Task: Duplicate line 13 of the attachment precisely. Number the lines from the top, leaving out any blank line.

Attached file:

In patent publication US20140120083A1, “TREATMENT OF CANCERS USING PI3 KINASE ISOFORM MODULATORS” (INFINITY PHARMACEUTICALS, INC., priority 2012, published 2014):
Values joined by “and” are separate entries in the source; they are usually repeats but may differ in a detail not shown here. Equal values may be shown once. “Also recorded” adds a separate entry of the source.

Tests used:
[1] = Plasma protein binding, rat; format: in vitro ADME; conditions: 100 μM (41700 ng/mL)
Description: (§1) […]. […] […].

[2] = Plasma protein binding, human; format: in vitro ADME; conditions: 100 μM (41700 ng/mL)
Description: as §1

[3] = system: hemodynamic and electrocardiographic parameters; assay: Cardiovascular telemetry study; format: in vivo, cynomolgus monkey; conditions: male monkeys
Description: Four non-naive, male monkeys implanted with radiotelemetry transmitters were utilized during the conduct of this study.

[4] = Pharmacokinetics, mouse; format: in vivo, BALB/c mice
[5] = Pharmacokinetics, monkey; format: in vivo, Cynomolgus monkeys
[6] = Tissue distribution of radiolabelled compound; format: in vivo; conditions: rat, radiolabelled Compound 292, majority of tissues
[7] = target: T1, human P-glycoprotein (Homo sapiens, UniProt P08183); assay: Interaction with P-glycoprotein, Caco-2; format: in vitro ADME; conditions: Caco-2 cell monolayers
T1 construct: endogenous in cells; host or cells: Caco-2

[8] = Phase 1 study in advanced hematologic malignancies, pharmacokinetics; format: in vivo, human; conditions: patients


[7] = target: T1, human P-glycoprotein (Homo sapiens, UniProt P08183); assay: Interaction with P-glycoprotein, Caco-2; format: in vitro ADME; conditions: Caco-2 cell monolayers